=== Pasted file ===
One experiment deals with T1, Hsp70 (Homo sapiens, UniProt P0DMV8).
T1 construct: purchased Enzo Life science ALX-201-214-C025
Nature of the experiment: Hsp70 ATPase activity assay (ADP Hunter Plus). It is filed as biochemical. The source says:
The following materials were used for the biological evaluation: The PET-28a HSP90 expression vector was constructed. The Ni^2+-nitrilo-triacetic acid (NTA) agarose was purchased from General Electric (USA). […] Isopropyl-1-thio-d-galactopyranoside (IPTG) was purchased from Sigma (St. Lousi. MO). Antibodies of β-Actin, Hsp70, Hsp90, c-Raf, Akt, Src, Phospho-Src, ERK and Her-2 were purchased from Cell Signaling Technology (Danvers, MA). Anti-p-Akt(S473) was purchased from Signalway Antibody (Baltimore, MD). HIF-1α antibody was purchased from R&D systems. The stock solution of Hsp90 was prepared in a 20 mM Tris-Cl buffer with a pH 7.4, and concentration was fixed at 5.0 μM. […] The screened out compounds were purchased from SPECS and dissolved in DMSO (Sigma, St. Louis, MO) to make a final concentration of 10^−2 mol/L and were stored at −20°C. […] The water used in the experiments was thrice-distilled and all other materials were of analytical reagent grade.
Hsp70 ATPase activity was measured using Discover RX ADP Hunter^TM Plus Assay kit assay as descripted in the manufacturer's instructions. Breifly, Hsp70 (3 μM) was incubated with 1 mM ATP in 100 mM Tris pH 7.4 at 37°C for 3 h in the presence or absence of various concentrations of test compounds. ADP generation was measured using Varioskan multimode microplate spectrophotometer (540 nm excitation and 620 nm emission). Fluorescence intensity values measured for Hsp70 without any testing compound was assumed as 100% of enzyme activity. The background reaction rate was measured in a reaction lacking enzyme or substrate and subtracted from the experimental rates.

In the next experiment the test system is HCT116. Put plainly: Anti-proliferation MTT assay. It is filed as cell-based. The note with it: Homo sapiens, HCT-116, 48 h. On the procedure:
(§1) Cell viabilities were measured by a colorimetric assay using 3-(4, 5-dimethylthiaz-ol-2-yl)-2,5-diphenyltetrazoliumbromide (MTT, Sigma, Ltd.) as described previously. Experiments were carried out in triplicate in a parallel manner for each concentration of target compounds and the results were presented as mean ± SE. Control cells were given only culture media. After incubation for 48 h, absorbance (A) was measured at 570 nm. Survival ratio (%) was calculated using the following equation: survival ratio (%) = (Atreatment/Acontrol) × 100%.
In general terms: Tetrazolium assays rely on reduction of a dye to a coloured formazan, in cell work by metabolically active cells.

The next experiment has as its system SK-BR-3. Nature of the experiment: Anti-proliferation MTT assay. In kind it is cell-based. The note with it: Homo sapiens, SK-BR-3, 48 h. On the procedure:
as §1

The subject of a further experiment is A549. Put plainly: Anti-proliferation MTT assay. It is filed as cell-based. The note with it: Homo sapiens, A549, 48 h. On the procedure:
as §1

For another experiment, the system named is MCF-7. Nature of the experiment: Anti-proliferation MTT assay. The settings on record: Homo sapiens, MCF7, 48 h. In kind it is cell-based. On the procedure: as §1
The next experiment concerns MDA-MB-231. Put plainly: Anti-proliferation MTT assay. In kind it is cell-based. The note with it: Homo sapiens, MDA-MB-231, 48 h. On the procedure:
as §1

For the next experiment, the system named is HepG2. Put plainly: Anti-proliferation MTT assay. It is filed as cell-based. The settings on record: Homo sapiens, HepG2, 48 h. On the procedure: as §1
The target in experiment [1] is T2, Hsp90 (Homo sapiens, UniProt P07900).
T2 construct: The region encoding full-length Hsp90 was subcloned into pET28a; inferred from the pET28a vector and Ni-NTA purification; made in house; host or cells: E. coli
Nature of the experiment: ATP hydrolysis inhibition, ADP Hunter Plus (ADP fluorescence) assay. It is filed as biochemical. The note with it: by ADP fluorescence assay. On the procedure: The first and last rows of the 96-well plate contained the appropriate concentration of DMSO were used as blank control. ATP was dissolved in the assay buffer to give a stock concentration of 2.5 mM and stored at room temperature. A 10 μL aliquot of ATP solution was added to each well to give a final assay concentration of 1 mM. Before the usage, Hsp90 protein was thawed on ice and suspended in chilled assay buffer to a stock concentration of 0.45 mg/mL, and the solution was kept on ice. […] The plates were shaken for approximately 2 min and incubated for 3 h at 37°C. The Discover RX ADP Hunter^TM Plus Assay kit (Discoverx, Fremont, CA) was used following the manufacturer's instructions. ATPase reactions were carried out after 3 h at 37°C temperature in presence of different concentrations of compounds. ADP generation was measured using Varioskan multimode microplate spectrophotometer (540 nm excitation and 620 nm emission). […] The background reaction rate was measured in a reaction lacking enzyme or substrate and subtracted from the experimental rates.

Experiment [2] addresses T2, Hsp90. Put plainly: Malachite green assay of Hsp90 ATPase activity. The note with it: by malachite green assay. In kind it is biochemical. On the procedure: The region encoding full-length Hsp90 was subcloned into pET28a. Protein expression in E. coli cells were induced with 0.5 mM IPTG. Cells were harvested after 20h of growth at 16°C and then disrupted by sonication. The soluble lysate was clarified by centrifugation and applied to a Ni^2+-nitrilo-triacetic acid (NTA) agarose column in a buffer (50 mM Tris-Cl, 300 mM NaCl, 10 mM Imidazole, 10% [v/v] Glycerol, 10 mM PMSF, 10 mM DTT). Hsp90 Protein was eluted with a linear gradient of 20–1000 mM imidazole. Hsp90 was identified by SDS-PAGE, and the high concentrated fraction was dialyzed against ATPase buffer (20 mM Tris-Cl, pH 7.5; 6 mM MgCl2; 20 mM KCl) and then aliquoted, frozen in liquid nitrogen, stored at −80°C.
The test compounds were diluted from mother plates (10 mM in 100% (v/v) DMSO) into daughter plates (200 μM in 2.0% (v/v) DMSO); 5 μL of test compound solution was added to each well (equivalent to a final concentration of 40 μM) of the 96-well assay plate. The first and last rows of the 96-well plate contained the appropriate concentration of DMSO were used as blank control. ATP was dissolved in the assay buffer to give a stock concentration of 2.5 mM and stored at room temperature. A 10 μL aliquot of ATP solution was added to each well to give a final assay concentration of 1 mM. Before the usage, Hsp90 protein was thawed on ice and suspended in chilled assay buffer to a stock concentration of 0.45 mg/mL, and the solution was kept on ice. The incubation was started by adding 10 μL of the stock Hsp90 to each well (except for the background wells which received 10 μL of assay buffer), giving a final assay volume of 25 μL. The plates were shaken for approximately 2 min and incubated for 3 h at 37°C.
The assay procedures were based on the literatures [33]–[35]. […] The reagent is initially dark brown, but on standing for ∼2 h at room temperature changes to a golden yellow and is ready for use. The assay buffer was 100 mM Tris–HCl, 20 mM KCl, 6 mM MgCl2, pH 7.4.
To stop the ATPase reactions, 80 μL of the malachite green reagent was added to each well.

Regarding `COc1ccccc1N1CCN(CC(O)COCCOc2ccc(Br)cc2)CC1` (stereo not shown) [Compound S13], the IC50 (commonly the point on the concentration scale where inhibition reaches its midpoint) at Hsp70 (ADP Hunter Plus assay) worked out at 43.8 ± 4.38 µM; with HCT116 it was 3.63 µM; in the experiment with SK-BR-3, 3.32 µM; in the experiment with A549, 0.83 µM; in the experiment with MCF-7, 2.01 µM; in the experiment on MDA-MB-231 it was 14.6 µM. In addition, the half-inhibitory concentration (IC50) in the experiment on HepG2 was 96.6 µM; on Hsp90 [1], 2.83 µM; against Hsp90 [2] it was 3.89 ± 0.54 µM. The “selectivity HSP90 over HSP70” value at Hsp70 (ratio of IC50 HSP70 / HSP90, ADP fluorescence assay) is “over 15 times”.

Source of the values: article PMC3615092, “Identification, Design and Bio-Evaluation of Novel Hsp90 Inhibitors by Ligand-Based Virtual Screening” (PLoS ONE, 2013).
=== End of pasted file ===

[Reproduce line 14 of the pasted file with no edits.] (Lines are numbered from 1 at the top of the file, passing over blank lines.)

The next experiment concerns MDA-MB-231. Put plainly: Anti-proliferation MTT assay. In kind it is cell-based. The note with it: Homo sapiens, MDA-MB-231, 48 h. On the procedure: